DoN listened in while artist Rebecca Gilbert talked to a mom and her young daughter about her print, Safe Keeping Place, “Well, there’s one story.  I have this bracelet that had a family heirloom heart locket on it and I had this opening in Old City years ago, and I was having this conversation and this little charm fell off of my bracelet and it was this freakish thing because it fell off and instead of just rolling, it fell, I swear, in a hole in the corner of the room that was just that big.  Exactly the size.  I went back the next day and the gallery owner said the hole led to the street and so my charm was unattainable.  It was like, oh no, my family heirloom!  It’s gone forever.  And my best friend said, ‘Don’t worry, it’s safe in that hole.  It’ll be there forever.”

DoN introduced himself.  Is that a Jackalope?  “That is a Jackalope…I’m trying to bring a positive energy to my work and to keep a positive outlook in life.  And I’m also very superstitious.  Some superstitions I I follow and some I make up on my own.  I included a lot of symbolism from that so I can add that positive energy.  Lucky, is the name of the Jackalope, but it’s up to the viewer to decide if he is actually lucky or not.  So you have all these good luck charms but for them, it’s subtle, but there’s extra feet and of course they chop off rabbit’s feet.  So, it you have extra, you’re lucky.  Another thing is I knew I wanted to do a Jackalope because I did an artist’s residency in Wyoming and I started researching Jackalopes and I knew that to me in my head that they’re mythical creatures who like to drink whiskey and sing songs.”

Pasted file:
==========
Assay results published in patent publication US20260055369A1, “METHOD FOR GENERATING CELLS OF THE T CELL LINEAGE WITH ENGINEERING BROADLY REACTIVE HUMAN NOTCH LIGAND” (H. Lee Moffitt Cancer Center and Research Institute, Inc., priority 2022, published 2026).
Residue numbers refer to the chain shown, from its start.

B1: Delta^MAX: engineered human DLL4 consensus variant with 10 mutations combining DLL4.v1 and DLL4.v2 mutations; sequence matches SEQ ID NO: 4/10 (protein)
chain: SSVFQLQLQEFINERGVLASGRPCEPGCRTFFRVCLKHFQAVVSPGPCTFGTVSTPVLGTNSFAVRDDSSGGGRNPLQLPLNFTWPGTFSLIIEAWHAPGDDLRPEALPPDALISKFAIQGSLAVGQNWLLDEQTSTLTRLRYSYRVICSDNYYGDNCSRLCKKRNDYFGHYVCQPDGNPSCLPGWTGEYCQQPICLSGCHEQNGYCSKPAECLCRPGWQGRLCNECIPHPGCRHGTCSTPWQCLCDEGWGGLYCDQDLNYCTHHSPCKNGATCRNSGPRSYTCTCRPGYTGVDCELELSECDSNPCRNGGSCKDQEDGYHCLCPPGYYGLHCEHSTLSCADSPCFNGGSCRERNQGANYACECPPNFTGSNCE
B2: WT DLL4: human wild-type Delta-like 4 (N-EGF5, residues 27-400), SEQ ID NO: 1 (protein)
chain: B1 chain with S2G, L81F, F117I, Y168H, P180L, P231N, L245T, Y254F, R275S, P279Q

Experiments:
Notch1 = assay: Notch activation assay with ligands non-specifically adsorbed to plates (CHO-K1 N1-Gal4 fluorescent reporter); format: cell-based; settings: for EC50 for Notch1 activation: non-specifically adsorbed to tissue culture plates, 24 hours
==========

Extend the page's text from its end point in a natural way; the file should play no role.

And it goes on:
“But, in my research I saw that there actually have been rabbits found as early as the 17th Century, I found illustrations of rabbits with these knobs coming out of the top of their heads.  Not horns but knobs.  But, it’s actually a cancer.  In my research there are all of these rabbits with these things hanging off of them.  And, you know, one hypothesis is that that’s where it came from.  They were interpreted as horns, so, that questions ‘what is lucky?’. ‘Oh, you’re lucky you’re an imagined creature with horns on your head?’.  So, the whole reason I made the print was not to compare myself to other people because you never know the whole story.”

The Center for Emerging Visual Artists (CFEVA), in cooperation with Moore College of Art & Design, presents an exhibition by the new Career Development Program Fellows. A highly selective fellowship with only a 2% acceptance rate, these six artists represent some of the most promising talent among emerging artists in the region:  Leslie Friedman, Daniel Gerwin, Rebecca Gilbert, Kay Healy, Heechan Kim, and Johanna Inman.

Introduction 2012

February 1 – February 25, 2012

Widener Memorial Foundation Gallery

Johanna Inman

Daniel Gerwin

Leslie Friedman

Kay Healy

Heechan Kim

Circumstantial Assembly / CFEVA at Moore 

Introduction 2011